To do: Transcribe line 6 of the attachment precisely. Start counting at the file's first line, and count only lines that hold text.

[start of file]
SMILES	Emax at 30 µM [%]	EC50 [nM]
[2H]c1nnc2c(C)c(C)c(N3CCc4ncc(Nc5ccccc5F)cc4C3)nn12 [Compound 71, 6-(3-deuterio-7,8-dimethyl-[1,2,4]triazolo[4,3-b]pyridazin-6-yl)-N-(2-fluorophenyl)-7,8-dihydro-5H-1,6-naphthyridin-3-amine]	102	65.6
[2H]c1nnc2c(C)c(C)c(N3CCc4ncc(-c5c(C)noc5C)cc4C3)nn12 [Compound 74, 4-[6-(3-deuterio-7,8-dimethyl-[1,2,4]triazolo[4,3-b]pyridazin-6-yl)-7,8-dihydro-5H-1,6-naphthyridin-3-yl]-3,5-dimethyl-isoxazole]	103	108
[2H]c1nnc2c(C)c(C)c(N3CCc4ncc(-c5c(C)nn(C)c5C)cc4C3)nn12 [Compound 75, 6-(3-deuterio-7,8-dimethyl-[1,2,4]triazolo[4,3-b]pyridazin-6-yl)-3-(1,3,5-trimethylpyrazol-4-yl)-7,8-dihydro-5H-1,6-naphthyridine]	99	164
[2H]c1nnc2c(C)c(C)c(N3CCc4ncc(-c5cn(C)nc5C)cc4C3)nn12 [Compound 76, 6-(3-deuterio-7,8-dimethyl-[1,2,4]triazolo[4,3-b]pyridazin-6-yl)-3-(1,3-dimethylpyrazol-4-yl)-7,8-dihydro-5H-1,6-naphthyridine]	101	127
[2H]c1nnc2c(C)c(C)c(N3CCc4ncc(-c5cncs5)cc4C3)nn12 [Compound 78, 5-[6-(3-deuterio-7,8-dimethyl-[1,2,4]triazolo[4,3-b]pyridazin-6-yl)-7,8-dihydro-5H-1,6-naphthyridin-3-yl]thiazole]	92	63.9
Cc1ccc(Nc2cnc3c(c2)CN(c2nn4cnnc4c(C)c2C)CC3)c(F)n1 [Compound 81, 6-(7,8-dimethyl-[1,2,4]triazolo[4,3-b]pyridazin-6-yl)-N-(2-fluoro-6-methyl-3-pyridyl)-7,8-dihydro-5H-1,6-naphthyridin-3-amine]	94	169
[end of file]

[2H]c1nnc2c(C)c(C)c(N3CCc4ncc(-c5cncs5)cc4C3)nn12 [Compound 78, 5-[6-(3-deuterio-7,8-dimethyl-[1,2,4]triazolo[4,3-b]pyridazin-6-yl)-7,8-dihydro-5H-1,6-naphthyridin-3-yl]thiazole]	92	63.9